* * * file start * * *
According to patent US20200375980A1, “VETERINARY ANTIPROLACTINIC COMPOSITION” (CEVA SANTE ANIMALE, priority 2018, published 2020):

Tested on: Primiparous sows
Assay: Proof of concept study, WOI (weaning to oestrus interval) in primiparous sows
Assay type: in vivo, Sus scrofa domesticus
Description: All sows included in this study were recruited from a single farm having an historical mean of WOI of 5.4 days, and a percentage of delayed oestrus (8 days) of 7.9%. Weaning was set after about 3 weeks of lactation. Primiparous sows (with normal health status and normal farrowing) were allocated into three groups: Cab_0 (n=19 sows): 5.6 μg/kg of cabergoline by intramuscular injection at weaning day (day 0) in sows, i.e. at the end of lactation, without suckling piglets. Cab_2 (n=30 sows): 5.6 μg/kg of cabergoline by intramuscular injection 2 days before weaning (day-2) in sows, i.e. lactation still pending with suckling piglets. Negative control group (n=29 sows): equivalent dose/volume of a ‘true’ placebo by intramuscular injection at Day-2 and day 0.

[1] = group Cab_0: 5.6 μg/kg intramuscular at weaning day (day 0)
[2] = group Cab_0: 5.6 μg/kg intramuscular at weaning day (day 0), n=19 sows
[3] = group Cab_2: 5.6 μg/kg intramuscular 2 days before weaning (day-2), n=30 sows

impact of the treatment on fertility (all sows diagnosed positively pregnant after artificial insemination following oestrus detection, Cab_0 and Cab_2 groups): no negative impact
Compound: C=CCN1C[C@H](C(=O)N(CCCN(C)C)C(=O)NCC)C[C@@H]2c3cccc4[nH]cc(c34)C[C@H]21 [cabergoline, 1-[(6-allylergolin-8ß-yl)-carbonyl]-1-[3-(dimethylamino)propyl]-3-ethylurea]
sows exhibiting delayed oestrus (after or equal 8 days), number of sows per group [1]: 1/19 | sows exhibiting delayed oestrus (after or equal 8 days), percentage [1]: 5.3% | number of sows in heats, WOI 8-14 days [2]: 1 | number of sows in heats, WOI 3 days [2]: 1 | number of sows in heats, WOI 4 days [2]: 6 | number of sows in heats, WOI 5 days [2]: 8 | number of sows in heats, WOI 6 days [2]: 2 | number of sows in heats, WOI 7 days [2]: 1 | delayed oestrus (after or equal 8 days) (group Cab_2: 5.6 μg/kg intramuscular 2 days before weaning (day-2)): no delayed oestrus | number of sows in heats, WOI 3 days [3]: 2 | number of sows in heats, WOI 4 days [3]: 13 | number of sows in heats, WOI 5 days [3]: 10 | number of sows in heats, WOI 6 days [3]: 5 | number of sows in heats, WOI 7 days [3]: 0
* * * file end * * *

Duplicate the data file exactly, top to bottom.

According to patent US20200375980A1, “VETERINARY ANTIPROLACTINIC COMPOSITION” (CEVA SANTE ANIMALE, priority 2018, published 2020):

Tested on: Primiparous sows
Assay: Proof of concept study, WOI (weaning to oestrus interval) in primiparous sows
Assay type: in vivo, Sus scrofa domesticus
Description: All sows included in this study were recruited from a single farm having an historical mean of WOI of 5.4 days, and a percentage of delayed oestrus (8 days) of 7.9%. Weaning was set after about 3 weeks of lactation. Primiparous sows (with normal health status and normal farrowing) were allocated into three groups: Cab_0 (n=19 sows): 5.6 μg/kg of cabergoline by intramuscular injection at weaning day (day 0) in sows, i.e. at the end of lactation, without suckling piglets. Cab_2 (n=30 sows): 5.6 μg/kg of cabergoline by intramuscular injection 2 days before weaning (day-2) in sows, i.e. lactation still pending with suckling piglets. Negative control group (n=29 sows): equivalent dose/volume of a ‘true’ placebo by intramuscular injection at Day-2 and day 0.

[1] = group Cab_0: 5.6 μg/kg intramuscular at weaning day (day 0)
[2] = group Cab_0: 5.6 μg/kg intramuscular at weaning day (day 0), n=19 sows
[3] = group Cab_2: 5.6 μg/kg intramuscular 2 days before weaning (day-2), n=30 sows

impact of the treatment on fertility (all sows diagnosed positively pregnant after artificial insemination following oestrus detection, Cab_0 and Cab_2 groups): no negative impact
Compound: C=CCN1C[C@H](C(=O)N(CCCN(C)C)C(=O)NCC)C[C@@H]2c3cccc4[nH]cc(c34)C[C@H]21 [cabergoline, 1-[(6-allylergolin-8ß-yl)-carbonyl]-1-[3-(dimethylamino)propyl]-3-ethylurea]
sows exhibiting delayed oestrus (after or equal 8 days), number of sows per group [1]: 1/19 | sows exhibiting delayed oestrus (after or equal 8 days), percentage [1]: 5.3% | number of sows in heats, WOI 8-14 days [2]: 1 | number of sows in heats, WOI 3 days [2]: 1 | number of sows in heats, WOI 4 days [2]: 6 | number of sows in heats, WOI 5 days [2]: 8 | number of sows in heats, WOI 6 days [2]: 2 | number of sows in heats, WOI 7 days [2]: 1 | delayed oestrus (after or equal 8 days) (group Cab_2: 5.6 μg/kg intramuscular 2 days before weaning (day-2)): no delayed oestrus | number of sows in heats, WOI 3 days [3]: 2 | number of sows in heats, WOI 4 days [3]: 13 | number of sows in heats, WOI 5 days [3]: 10 | number of sows in heats, WOI 6 days [3]: 5 | number of sows in heats, WOI 7 days [3]: 0